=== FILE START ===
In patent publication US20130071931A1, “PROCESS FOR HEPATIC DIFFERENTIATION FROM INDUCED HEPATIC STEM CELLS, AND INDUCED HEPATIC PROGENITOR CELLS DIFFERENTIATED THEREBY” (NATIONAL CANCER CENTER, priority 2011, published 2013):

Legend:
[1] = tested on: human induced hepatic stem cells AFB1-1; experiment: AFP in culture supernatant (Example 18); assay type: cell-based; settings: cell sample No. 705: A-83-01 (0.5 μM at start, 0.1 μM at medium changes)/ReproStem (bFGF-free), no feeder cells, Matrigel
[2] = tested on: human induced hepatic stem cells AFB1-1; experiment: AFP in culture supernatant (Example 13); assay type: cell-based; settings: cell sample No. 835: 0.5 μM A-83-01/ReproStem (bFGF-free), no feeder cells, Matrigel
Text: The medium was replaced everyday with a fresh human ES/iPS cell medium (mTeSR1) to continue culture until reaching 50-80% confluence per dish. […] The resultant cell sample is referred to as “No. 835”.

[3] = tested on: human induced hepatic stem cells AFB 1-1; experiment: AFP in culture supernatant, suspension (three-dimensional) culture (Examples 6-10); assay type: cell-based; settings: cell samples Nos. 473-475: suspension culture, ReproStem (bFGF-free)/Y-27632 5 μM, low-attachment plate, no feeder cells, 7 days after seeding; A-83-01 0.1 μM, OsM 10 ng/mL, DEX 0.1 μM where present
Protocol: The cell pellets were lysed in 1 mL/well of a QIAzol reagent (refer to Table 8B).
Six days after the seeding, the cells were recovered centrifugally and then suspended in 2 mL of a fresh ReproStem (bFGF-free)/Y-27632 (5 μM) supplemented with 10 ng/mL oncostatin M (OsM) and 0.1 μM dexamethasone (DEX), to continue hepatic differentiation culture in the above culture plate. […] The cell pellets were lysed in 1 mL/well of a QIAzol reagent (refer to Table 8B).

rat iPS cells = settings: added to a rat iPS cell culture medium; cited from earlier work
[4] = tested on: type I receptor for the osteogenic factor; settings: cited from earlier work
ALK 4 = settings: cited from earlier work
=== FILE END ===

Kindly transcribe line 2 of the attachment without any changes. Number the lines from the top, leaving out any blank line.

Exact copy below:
Legend: